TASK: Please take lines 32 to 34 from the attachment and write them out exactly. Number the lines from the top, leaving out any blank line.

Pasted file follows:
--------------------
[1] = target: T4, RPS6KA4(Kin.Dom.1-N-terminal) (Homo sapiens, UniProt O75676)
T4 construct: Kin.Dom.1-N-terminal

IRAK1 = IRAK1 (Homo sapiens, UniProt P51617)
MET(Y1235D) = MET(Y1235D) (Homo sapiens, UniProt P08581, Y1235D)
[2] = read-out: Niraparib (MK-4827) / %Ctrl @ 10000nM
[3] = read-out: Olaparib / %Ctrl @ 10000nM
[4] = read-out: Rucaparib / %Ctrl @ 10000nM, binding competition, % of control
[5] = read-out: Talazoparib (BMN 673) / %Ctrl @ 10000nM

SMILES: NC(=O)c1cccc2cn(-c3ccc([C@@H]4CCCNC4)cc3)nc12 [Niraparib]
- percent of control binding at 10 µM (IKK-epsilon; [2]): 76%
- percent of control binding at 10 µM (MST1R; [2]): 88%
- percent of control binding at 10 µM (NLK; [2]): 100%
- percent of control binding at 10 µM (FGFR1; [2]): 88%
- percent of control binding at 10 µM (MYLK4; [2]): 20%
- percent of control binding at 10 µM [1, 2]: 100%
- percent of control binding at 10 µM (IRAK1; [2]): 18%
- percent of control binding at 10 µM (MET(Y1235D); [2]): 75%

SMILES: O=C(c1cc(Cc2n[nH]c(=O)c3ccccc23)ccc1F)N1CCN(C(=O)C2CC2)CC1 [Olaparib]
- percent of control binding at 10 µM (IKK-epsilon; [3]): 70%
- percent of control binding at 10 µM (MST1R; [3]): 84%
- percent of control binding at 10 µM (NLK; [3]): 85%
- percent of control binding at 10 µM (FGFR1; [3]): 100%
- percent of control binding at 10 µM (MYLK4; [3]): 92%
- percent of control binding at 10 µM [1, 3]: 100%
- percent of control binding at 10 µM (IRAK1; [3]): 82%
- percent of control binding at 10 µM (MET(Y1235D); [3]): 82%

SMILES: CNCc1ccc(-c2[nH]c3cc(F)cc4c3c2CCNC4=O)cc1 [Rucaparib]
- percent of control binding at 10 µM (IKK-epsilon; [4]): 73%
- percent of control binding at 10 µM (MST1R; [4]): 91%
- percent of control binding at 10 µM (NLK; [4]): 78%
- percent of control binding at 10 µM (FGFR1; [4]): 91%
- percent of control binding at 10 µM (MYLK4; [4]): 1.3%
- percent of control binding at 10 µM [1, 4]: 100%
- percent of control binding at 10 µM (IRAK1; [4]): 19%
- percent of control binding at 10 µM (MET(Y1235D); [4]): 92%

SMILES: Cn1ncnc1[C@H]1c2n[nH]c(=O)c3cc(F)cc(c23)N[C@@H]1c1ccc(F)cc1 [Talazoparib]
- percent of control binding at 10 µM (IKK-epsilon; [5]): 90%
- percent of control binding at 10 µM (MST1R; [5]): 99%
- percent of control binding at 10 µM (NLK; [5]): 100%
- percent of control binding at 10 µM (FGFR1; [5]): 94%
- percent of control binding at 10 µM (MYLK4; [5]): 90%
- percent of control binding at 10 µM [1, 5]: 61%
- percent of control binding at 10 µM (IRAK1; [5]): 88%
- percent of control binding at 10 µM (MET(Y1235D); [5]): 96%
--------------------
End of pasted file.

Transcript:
- percent of control binding at 10 µM (MYLK4; [4]): 1.3%
- percent of control binding at 10 µM [1, 4]: 100%
- percent of control binding at 10 µM (IRAK1; [4]): 19%